Going south

Using satellite tracking, Leena Riekkola has shown that humpback whales do not necessarily end their annual migration in the same place.

 
 Illustration by Leigh Douglas

Illustration by Leigh Douglas

 
ASSAB logo.jpeg

Ethograms is a monthly column published in collaboration with the Australasian Society for the Study of Animal Behaviour (ASSAB), showcasing the work of early-career researchers. Andrew Katsis is a PhD candidate at Deakin University, and an outreach officer for ASSAB.

Growing up, Leena Riekkola wasn’t particularly interested in humpback whales. She had seen whales in nature documentaries, of course, and found them charismatic creatures, but she never sought them out as a study subject. When she chose her PhD project, she was “mainly interested in the spatial ecology side of it, and humpback whales just happened to be the study species.”

Now a third-year PhD candidate at the University of Auckland, Riekkola is using satellite tracking to make sense of the humpback whale's annual migration. For the Oceania humpbacks, one of several subpopulations recognised worldwide, this journey begins at various tropical islands in the Pacific, from New Caledonia to French Polynesia. On their journey south, the whales pass by the Kermadec Islands, a mostly uninhabited archipelago 1000km north of New Zealand.

Riekkola has visited this archipelago herself. In 2016, she joined a field trip to photograph and biopsy humpbacks, working on a boat that floated alongside the whales as they surfaced. Being in such proximity to these animals, which can reach 16 metres in length, is something she won’t forget in any hurry. “We would get a few metres away from them and it was definitely a very exciting experience, for sure,” she says. “Especially the first few times, you have a little giggle inside your head. And then, at some point, it’s just like anything; it becomes a job.”

 
  Leena Riekkola is satellite tracking humpback whales during their annual migration.  © Guillaume Chero

Leena Riekkola is satellite tracking humpback whales during their annual migration. © Guillaume Chero

 

A year earlier, in 2015, marine mammal ecologist Rochelle Constantine, from the University of Auckland, led another expedition to the Kermadec Islands, during which satellite tags were attached to several dozen whales. Deploying these tags is very much a hands-on process: When a whale surfaces near the boat, one researcher fires a tracking tag using a pneumatic air gun. This tag lodges into the whale’s body, nestled between the blubber and tissue, and regularly connects with orbiting satellites to update its position in the ocean. But this technology, while advanced, is by no means foolproof.

“You put the tags in a whale, and you really have no idea what you’re going to get, how long you’re going to get data for,” says Riekkola. “It could be a couple of days, like in some of the cases, or it could be eight months. So it’s very unpredictable what you are going to get, if you’re going to get anything at all.”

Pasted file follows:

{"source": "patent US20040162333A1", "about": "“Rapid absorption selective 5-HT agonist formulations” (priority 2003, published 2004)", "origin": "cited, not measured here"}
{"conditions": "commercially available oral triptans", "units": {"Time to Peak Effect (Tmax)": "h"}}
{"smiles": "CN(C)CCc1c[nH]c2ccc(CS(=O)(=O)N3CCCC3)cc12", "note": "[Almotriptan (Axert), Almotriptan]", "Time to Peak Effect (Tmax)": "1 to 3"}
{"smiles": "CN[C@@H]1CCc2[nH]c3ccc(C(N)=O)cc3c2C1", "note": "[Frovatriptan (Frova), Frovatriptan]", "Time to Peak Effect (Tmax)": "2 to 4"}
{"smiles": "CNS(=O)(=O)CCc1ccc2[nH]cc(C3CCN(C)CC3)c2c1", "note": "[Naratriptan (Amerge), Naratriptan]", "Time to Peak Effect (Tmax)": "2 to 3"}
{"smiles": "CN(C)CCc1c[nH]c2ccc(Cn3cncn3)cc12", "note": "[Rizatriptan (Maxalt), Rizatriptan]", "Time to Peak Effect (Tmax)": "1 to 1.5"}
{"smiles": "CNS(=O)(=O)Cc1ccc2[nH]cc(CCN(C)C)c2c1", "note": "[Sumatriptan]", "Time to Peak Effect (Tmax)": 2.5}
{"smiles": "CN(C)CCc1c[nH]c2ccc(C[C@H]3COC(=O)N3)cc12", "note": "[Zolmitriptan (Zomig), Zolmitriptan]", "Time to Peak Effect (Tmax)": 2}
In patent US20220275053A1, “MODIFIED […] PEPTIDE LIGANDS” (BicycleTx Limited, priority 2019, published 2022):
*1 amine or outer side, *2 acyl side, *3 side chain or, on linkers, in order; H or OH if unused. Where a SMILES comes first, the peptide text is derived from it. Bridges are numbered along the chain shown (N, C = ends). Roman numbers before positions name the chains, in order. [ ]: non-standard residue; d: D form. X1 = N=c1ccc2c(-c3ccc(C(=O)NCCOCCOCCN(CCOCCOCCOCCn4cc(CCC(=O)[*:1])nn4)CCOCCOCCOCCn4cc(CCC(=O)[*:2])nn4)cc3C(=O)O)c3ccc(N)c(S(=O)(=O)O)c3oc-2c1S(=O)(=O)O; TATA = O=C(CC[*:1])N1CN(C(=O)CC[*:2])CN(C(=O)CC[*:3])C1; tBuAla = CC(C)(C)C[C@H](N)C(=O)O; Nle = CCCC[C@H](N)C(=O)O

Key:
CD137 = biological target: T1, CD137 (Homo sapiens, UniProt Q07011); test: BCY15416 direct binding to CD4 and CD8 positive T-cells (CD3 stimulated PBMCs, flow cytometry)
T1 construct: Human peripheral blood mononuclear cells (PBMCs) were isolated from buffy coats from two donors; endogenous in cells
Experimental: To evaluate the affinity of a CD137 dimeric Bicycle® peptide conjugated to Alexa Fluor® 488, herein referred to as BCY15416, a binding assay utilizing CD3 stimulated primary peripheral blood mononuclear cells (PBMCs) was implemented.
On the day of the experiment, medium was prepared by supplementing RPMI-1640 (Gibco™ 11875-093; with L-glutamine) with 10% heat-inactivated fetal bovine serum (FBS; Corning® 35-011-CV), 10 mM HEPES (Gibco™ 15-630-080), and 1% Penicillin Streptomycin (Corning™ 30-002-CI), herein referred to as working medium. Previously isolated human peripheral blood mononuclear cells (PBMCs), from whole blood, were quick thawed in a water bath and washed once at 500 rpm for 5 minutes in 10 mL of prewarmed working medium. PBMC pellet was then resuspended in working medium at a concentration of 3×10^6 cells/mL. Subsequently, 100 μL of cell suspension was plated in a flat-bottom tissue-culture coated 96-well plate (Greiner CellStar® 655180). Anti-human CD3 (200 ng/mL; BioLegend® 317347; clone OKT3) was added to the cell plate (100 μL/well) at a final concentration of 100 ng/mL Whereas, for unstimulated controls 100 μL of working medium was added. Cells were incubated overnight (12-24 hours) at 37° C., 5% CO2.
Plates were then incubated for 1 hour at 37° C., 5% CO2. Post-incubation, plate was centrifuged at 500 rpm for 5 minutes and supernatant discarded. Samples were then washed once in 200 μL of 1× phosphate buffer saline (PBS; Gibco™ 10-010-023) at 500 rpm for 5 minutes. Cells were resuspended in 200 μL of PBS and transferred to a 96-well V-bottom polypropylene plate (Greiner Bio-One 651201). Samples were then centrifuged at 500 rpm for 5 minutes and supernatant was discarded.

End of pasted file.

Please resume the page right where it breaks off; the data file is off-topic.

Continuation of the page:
In total, about three-quarters of the deployed trackers provided data with which Riekkola could chart the whales' movements. Through her analysis, she showed that migrating humpbacks move at about three to four kilometres per hour. Their migration path — which travels south through waters off New Zealand’s east coast, and then onwards to Antarctica — can take as few as six weeks, but there is plenty of individual variation. Close to their destination, the whales’ paths start to diverge in a surprising way.

“We noticed a bit of a split to the feeding grounds, and it may be linked to life history stage,” says Riekkola. “Mothers and calves ended up around the Ross Sea area, and most adults without calves around the Amundsen and Bellingshausen Seas area, which is further east.”

 
 

Historical whaling records seem to support Riekkola's main finding. Taken together, these data may help researchers piece together how much damage was done to the population by decades of whaling, and consequently how long it might take to mend. This could, in turn, solve a very pressing conservation mystery: why the Oceania humpbacks are not recovering as well as other humpback populations.

Across most of the world, humpback whales have been a conservation success story. The species, widely targeted by commercial whalers in the first half of the 20th century, was protected by the International Whaling Commission in 1966. Since then, the species has undergone a steady recovery, and humpbacks as a species are no longer considered threatened. Even so, the Oceania subpopulation is still listed as Endangered on the IUCN Red List, with an estimated 4,300 individuals in 2005. Even decades after whaling came to an end, this population has not recovered as well as other populations, perhaps due to indiscriminate illegal whaling by the Soviet Union between 1947 and the early 1970s.

Understanding how whales use their time in Antarctica could hold a crucial piece in this puzzle. For the next stage of her project, Riekkola is using tracking data to chart the whales’ movements within Antarctic waters. As the ice edge retreats over summer, there is a boom in the productivity of krill, tiny crustaceans that form the bulk of a humpback’s diet. Riekkola wants to know how closely whales follow the receding ice throughout the summer season, and whether whales in each of these feeding grounds behave differently.

 “As the populations are recovering,” says Riekkola, “people have been trying to understand how whaling affected different populations. People probably assumed that mums, calves, and adults were distributed quite evenly, but maybe that’s not the case.”